On this day in 1827, Italian writer, revolutionary and poet Ugo Foscolo died at Turnham Green, England. Born Niccolò Ugo Foscolo on the Ionian island of Zakynthos, Republic of Venice, on 6 February 1778. The Final Footprint – Foscolo was entombed in Old Chiswick Cemetery, in Chiswick, England. Forty-four years after his death, on 7 June 1871, his remains were brought to Florence, and with all the pride, pomp and circumstance of a great national mourning, found their final resting-place beside the monuments of Machiavelli and Alfieri, of Michelangelo and Galileo, in the church of Santa Croce, the pantheon of Italian glory he had celebrated in Dei sepolcri. His tomb in the cemetery of St. Nicholas parish church, Chiswick, in West London has recently been restored, it refers to him as the “wearied citizen poet” and incorrectly states his age as 50.
On this day in 1931, Sicilian organized crime figure, early Cosa Nostra boss in the United States, capo di tutti capi, boss of bosses, Salvatore Maranzano died inside his office on the 9th floor of The Helmsley Building in Midtown Manhattan, from multiple gunshot and stab wounds, at the age of 45. Born on 31 July 1886 in Castellammare del Golfo, Sicily. He instigated the Castellammarese War to seize control of the American Mafia operations, and briefly became the Mafia’s “Boss of Bosses”. He was assassinated by a younger faction led by Lucky Luciano, who established a power-sharing arrangement rather than a “boss of bosses” to prevent future wars. The Final Footprint – Maranzano and his wife Elisabetta (who died in 1964) are buried in Saint John’s Cemetery, Queens, located in New York City. Maranzano plays a small fictionalized role in Mario Puzo’s The Godfather. Maranzano refused Don Vito Corleone‘s proposal to share his monopoly on gambling in New York City, in exchange for police and political contacts and expansion into Brooklyn and the Bronx. Maranzano arranged for two of Al Capone‘s gunmen to come to New York and finish Corleone. Through his contacts in Chicago, Corleone found out, and sent Luca Brasi to murder the gunmen. With Capone out of the picture, the great mob war of 1933 had begun. Desperate for peace, Maranzano agreed to a sit down in a restaurant in Brooklyn, where he was killed by Salvatore Tessio and his men. Afterwards, Corleone called a meeting to reorganize the American Mafia, something that the real life Maranzano did. Other notable, and infamous, final footprints at Saint John’s include Joe Colombo, Carlo Gambino, John Gotti, Luciano and Vito Genovese.
On this day in 1935, the 40th Governor of Louisiana, United States Senator, The Kingfish, Huey Long died from gunshot wounds he sustained at the Louisiana State Capitol building in Baton Rouge during a confrontation with Dr. Carl Weiss. Born Huey Pierce Long, Jr. 0n 30 August 1893 in Winnfield, Louisiana. A Democrat, he was an outspoken populist, partially inspired by sansepolcrista Italian fascism. During his tenure, he commanded large networks of supporters and was willing to take forceful action, influencing claims that he was a political boss. He established the political prominence of the Long political family. Long is best known for his Share Our Wealth program, created in 1934 under the motto “Every Man a King.” It proposed new wealth redistribution measures in the form of a net asset tax on corporations and individuals to curb the poverty and homelessness endemic nationwide during the Great Depression. To stimulate the economy, Long advocated federal spending on public works, schools and colleges, and old age pensions. He was an ardent critic of the policies of the Federal Reserve System. A supporter of Franklin D. Roosevelt in the 1932 presidential election, Long split with Roosevelt in June 1933 to plan his own presidential bid for 1936 in alliance with the influential Catholic priest and radio commentator Charles Coughlin. Under Long’s leadership, hospitals and educational institutions were expanded, a system of charity hospitals was set up that provided health care for the poor, massive highway construction and free bridges brought an end to rural isolationism, and free textbooks for schoolchildren were introduced to tackle illiteracy. The Final Footprint – Long’s body was dressed in a tuxedo and his open double casket (made of bronze with a copper inner liner covered with a glass lid) was placed in the State Capitol rotunda. An estimated 200,000 people flooded Baton Rouge to witness the event. Tens of thousands of Louisianans crowded in front of the Capitol on September 12, 1935, for the 4 p.m. funeral handled by Merle Welsh of Rabenhorst Funeral Home. Welsh remembered that flowers came from all over the world and extended from the House of Representatives to the Senate chamber. Airline Highway between New Orleans and Baton Rouge was jammed bumper-to-bumper. Newsreel cameras clicked while airplanes circled overhead to record the service for posterity. Long was buried on the grounds of the State Capitol in Baton Rouge. A large bronze statue on top of a marble column marks the site of his grave. A plaque marks the site of the assassination inside the capitol. Also, a bronze statue of Long is located in Statuary Hall of the U. S. Capitol. Long’s assassination put an end to his national movement, but his legacy continued in Louisiana through his wife, Senator Rose McConnell Long, and his son, Senator Russell B. Long. The character Willie Stark from the novel All the King’s Men by Robert Penn Warren appears to be loosely based on Long. This is perhaps my all time favorite book. The book has inspired two movies; the Oscar-winning 1949 version and a 2006 version starring Sean Penn.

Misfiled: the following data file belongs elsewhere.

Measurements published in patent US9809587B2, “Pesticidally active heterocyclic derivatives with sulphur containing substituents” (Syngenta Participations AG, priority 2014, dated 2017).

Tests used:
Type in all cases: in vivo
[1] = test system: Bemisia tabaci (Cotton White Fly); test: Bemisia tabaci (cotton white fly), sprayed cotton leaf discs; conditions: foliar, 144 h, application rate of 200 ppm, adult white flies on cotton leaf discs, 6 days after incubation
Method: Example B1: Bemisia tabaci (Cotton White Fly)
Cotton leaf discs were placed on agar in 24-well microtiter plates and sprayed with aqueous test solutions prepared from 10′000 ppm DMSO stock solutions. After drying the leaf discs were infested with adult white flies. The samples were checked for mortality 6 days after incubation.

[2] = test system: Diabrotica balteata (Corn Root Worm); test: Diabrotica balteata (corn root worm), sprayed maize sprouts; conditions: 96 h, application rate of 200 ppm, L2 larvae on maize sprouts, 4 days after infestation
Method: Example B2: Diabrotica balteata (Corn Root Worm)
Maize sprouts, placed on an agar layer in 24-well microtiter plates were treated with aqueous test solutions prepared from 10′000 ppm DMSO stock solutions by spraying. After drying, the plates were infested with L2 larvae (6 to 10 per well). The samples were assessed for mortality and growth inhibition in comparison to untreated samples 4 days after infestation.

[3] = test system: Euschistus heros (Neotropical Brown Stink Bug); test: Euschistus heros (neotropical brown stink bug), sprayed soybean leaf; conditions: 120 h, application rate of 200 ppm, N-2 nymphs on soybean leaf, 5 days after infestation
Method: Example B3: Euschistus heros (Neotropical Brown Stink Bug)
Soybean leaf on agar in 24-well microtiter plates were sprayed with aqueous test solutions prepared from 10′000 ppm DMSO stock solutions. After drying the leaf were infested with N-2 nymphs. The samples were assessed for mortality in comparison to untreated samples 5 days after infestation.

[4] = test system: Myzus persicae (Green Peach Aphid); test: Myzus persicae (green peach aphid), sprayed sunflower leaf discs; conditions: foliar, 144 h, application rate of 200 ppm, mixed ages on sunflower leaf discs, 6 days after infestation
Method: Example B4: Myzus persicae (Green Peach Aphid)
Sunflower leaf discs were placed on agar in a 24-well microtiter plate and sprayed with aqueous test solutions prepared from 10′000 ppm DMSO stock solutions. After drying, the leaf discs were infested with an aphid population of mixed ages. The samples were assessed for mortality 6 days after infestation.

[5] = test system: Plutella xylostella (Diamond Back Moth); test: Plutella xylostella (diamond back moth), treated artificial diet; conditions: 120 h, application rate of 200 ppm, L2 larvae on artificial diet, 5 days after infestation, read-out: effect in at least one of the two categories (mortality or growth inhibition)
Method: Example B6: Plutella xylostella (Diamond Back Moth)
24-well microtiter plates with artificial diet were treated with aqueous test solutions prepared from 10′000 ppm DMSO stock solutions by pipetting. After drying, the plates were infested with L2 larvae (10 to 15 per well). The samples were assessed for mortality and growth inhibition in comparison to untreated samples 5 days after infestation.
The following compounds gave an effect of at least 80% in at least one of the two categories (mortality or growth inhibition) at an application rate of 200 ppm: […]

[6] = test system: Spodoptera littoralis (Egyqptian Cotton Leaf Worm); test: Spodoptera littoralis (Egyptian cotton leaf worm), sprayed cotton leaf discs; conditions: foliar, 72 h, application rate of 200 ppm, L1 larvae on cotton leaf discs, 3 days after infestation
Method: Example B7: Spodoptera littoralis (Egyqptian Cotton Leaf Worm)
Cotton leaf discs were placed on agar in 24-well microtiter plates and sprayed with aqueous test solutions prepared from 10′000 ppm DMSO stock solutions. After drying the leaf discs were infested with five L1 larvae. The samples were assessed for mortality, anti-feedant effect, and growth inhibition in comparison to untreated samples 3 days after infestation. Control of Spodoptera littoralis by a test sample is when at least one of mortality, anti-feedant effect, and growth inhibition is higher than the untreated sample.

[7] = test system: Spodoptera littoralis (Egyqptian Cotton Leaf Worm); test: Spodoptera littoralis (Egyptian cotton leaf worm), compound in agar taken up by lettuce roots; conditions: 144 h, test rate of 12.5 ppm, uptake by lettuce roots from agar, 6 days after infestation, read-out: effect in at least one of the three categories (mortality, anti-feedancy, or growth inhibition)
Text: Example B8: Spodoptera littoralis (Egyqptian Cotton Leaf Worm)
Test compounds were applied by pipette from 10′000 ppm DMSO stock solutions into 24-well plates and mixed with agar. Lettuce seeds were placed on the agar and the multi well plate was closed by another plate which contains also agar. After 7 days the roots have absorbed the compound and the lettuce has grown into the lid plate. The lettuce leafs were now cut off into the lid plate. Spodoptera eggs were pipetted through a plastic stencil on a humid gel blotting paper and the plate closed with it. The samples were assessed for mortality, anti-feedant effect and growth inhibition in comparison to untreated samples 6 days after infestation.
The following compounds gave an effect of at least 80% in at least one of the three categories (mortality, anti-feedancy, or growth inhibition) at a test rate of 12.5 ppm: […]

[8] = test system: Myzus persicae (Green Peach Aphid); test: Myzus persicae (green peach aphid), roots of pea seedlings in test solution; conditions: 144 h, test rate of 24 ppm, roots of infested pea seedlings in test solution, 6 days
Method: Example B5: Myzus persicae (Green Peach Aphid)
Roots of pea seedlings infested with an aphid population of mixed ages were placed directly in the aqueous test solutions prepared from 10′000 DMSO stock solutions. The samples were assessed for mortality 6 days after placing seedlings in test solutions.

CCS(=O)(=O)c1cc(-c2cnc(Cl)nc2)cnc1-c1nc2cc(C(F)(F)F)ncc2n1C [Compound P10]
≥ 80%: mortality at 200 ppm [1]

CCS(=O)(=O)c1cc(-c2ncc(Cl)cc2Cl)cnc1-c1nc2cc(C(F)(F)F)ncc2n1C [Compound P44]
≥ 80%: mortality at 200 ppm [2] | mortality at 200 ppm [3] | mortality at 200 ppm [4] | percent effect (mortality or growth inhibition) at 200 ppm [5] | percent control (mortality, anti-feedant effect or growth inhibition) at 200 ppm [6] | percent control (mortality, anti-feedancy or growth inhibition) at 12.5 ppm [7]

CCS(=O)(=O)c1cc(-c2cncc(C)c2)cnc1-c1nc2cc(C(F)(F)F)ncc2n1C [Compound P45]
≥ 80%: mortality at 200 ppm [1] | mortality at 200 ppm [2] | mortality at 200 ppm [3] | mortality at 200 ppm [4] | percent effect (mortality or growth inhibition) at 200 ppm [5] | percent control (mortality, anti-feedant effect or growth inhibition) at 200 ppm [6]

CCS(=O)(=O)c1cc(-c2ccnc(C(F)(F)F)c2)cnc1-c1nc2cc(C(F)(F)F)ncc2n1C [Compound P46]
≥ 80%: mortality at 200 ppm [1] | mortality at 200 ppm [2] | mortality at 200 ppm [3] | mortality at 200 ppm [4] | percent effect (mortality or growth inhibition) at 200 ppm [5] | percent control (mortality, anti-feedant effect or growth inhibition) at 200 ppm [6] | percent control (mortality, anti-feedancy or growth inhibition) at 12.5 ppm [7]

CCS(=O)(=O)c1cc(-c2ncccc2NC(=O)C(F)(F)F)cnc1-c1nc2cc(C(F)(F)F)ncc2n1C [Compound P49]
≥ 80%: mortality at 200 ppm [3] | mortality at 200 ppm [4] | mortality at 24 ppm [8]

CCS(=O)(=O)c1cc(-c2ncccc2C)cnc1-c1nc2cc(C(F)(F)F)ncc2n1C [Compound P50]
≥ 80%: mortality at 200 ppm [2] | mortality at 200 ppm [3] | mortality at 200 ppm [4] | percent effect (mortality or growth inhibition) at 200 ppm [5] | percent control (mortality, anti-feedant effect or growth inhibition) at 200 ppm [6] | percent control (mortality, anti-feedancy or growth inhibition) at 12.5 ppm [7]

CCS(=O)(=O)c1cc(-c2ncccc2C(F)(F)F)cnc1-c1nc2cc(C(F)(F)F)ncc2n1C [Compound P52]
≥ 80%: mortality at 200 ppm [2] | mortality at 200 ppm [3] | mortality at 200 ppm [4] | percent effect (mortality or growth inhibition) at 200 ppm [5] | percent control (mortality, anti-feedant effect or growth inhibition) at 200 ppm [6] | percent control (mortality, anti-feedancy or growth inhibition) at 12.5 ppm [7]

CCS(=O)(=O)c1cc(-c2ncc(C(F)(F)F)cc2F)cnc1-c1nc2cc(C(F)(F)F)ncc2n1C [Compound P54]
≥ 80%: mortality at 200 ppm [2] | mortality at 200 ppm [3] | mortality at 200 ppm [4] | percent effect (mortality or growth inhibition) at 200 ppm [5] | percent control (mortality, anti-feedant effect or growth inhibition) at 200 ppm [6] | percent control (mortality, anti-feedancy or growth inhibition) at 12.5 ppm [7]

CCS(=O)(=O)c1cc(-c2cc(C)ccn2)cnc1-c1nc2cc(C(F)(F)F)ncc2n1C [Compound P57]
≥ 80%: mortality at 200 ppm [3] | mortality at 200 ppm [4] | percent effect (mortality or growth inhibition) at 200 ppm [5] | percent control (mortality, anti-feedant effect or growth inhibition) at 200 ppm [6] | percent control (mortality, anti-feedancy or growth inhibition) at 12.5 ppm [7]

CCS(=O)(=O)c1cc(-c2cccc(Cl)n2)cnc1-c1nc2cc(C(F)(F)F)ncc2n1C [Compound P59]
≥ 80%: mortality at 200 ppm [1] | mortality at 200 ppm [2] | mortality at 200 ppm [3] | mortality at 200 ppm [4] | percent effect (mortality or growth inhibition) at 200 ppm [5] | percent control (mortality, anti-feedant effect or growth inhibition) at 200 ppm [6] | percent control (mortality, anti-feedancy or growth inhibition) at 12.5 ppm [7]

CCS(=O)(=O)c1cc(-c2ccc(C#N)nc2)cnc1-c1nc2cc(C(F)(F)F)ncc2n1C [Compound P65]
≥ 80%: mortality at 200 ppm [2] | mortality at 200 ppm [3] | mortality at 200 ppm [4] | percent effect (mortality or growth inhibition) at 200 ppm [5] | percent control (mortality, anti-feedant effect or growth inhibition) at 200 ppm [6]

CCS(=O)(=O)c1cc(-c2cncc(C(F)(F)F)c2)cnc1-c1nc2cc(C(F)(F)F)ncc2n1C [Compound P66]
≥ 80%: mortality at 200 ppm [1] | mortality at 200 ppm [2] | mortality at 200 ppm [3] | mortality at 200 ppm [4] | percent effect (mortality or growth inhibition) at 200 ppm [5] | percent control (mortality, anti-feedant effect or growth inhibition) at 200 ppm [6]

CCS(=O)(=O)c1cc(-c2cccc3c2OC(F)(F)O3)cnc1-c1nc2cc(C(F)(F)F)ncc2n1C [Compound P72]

Have you planned yours yet?
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